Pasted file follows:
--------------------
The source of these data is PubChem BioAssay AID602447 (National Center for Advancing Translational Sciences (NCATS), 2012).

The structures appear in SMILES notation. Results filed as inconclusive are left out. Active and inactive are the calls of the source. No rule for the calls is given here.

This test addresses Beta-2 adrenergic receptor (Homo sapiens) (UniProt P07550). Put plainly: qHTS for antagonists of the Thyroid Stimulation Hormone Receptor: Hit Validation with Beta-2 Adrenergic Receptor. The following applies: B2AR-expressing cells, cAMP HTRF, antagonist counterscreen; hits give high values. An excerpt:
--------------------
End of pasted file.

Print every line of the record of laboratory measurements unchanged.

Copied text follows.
The source of these data is PubChem BioAssay AID602447 (National Center for Advancing Translational Sciences (NCATS), 2012).

The structures appear in SMILES notation. Results filed as inconclusive are left out. Active and inactive are the calls of the source. No rule for the calls is given here.

This test addresses Beta-2 adrenergic receptor (Homo sapiens) (UniProt P07550). Put plainly: qHTS for antagonists of the Thyroid Stimulation Hormone Receptor: Hit Validation with Beta-2 Adrenergic Receptor. The following applies: B2AR-expressing cells, cAMP HTRF, antagonist counterscreen; hits give high values. An excerpt: